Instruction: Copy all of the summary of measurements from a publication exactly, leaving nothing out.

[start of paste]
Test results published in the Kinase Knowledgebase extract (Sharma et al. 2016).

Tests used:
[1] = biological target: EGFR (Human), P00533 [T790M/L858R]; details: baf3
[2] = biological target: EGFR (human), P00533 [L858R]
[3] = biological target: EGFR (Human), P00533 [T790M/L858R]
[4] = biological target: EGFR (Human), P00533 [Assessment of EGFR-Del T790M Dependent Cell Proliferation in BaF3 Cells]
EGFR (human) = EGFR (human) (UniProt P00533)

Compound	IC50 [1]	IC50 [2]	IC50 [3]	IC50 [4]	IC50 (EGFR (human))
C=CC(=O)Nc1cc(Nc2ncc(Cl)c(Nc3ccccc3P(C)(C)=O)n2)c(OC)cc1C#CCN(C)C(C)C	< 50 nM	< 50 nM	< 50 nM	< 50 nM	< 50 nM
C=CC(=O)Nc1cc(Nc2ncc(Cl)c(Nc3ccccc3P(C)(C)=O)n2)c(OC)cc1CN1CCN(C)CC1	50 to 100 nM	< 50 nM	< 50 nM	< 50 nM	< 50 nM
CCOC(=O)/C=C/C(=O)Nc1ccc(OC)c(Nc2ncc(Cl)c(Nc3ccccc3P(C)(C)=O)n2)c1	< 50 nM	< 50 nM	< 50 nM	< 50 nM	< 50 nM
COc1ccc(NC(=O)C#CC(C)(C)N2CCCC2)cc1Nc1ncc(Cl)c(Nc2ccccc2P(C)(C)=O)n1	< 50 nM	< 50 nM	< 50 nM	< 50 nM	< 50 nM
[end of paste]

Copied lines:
Test results published in the Kinase Knowledgebase extract (Sharma et al. 2016).

Tests used:
[1] = biological target: EGFR (Human), P00533 [T790M/L858R]; details: baf3
[2] = biological target: EGFR (human), P00533 [L858R]
[3] = biological target: EGFR (Human), P00533 [T790M/L858R]
[4] = biological target: EGFR (Human), P00533 [Assessment of EGFR-Del T790M Dependent Cell Proliferation in BaF3 Cells]
EGFR (human) = EGFR (human) (UniProt P00533)

Compound	IC50 [1]	IC50 [2]	IC50 [3]	IC50 [4]	IC50 (EGFR (human))
C=CC(=O)Nc1cc(Nc2ncc(Cl)c(Nc3ccccc3P(C)(C)=O)n2)c(OC)cc1C#CCN(C)C(C)C	< 50 nM	< 50 nM	< 50 nM	< 50 nM	< 50 nM
C=CC(=O)Nc1cc(Nc2ncc(Cl)c(Nc3ccccc3P(C)(C)=O)n2)c(OC)cc1CN1CCN(C)CC1	50 to 100 nM	< 50 nM	< 50 nM	< 50 nM	< 50 nM
CCOC(=O)/C=C/C(=O)Nc1ccc(OC)c(Nc2ncc(Cl)c(Nc3ccccc3P(C)(C)=O)n2)c1	< 50 nM	< 50 nM	< 50 nM	< 50 nM	< 50 nM
COc1ccc(NC(=O)C#CC(C)(C)N2CCCC2)cc1Nc1ncc(Cl)c(Nc2ccccc2P(C)(C)=O)n1	< 50 nM	< 50 nM	< 50 nM	< 50 nM	< 50 nM